Oy vey. Siebert, the assistant director, plays a variety of non-speaking roles throughout Castorf’s Ring—the seedy hotel manager who dominates so much of the jumbotron footage in Rheingold, and the star of the “Soviet” propaganda films in Valkyrie. Here he’s brought onstage, shirtless, as the “bear” that Siegfried has captured in Act 1. The bear in Wagner’s libretto is shortly thereafter released and disappears; Siebert does not. Rather, Mime smears him with oil (at this point, Anthony Tommasini quips, “the oil quest imagery just seems slapped on”) and keeps him as a pet. He spends the rest of the act rummaging through the trailer and generally interacting as a family dog (manbeardog?) would with the other characters. This was intensely distracting, added nothing to the production, and should have been a sign of trouble to come. Meanwhile, Siegfried has literally shaken the truth of his parentage out of Mime and then re-forged his father’s broken sword—or in this case, forged a plastic sword and assembled two AK-47s. (Why three weapons? Why two assault rifles and a sword? I have no idea.)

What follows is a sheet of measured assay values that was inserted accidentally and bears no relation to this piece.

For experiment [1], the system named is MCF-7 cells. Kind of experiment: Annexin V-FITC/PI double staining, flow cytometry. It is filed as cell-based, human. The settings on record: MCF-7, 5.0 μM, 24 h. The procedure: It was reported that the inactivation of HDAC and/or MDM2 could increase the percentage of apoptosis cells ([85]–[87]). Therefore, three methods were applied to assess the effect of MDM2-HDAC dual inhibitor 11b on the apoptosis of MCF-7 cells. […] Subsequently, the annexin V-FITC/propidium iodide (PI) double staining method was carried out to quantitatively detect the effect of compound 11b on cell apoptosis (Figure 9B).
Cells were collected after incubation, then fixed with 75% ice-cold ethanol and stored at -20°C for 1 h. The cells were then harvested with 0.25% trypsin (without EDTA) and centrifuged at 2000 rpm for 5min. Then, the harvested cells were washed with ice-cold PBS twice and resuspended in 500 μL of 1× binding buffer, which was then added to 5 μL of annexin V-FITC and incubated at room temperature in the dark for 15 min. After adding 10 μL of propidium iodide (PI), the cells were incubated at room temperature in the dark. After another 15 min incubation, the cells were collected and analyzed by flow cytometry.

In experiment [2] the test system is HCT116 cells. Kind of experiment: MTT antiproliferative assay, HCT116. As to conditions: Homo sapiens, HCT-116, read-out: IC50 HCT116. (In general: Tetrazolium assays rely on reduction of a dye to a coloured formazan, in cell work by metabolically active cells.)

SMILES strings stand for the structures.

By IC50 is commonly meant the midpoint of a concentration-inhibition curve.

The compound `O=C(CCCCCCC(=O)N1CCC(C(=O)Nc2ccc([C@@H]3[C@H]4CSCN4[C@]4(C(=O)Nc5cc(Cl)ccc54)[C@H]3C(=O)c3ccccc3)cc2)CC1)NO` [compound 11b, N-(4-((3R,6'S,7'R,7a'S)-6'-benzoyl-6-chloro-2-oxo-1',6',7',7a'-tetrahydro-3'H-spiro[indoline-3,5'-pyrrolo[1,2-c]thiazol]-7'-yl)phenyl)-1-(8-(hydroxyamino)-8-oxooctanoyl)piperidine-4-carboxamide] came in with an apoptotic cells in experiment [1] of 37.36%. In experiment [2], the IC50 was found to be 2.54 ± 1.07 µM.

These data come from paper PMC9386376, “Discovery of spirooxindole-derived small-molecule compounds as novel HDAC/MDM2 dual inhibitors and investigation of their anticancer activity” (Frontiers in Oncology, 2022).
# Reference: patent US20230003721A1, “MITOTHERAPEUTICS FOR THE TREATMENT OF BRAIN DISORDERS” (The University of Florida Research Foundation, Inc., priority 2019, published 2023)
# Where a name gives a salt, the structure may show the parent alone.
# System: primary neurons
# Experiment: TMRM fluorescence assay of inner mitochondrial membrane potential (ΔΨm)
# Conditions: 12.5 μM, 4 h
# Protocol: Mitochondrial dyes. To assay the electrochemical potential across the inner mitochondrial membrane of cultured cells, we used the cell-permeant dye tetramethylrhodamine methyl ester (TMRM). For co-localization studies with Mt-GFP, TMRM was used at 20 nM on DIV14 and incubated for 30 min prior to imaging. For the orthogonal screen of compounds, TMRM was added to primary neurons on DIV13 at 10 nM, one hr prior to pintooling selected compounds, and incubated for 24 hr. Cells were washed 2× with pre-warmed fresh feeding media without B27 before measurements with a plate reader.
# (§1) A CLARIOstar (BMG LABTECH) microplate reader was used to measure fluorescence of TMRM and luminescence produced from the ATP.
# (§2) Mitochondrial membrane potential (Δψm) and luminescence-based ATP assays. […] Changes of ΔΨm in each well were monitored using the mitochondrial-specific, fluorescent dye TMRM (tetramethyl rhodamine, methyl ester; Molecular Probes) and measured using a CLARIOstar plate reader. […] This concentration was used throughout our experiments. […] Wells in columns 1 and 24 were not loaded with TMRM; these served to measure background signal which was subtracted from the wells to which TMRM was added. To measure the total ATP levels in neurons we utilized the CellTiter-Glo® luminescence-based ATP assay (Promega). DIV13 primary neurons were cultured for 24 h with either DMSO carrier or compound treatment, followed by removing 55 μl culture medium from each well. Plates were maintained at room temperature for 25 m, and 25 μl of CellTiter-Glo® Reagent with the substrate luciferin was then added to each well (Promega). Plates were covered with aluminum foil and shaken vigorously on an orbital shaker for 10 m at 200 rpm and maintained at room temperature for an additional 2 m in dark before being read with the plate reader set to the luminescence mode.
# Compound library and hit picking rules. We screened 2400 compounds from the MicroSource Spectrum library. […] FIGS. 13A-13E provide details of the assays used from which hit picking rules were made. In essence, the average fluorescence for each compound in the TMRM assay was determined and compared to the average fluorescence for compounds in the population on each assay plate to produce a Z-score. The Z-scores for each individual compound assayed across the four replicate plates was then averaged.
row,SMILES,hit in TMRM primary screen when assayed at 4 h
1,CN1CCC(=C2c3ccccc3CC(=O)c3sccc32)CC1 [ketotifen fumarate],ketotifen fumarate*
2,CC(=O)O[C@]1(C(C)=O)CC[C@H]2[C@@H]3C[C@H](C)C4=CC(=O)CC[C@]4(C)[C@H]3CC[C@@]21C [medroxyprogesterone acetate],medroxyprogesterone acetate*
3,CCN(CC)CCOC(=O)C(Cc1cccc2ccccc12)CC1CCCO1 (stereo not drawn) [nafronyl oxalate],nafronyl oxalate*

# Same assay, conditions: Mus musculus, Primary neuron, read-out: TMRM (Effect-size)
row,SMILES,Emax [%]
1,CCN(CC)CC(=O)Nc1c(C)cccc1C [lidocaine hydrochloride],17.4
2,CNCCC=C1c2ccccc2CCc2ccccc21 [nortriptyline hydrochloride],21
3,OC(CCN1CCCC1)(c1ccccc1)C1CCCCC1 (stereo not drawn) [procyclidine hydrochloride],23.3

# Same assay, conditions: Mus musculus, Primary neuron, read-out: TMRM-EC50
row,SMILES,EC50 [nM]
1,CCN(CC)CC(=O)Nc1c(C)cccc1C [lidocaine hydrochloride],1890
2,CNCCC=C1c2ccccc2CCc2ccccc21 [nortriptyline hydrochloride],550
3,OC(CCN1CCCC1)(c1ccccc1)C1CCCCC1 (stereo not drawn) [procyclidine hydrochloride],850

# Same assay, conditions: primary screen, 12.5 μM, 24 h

Much of the second act occurs on the Alexanderplatz, and here we have another moment of actual insight. The newly liberated Siegfried meets the Forest Bird, a magnificently-plumaged creature played by Macedonian soprano Ana Durlovsky—her costume is far and away the most aesthetically pleasing thing onstage.And they go on a little date. Siegfried and the Forest Bird struggle to communicate with one another while splashing in puddles together, but eventually he learns how to communicate with her—whereupon she teaches him some very useful information (like Mime’s murderous plan.) Now there’s a persuasive Freudian reading of Siegfried that goes something like this: boy rejects father-figure, discovers his “sword,” goes out to meet the world full of confidence… the imagery is not subtle. Siegfried is, by his own account in Act I, more or less totally unfamiliar with women, having been raised in a forest by a male dwarf; the Forest Bird is the first soprano he meets, he’s just found his sword, and now he learns how to talk to her, and she teaches him things. The Forest Bird is Siegfried’s first girlfriend—or at least, his first crush. Aside from that, much of this act, which in the script is action-packed, comes across as rather dreary and uninteresting. Not only is Fafner not a dragon, he doesn’t appear to have changed at all since we saw him in Rheingold, and the amount of dramatic tension as Siegfried shoots him is essentially null.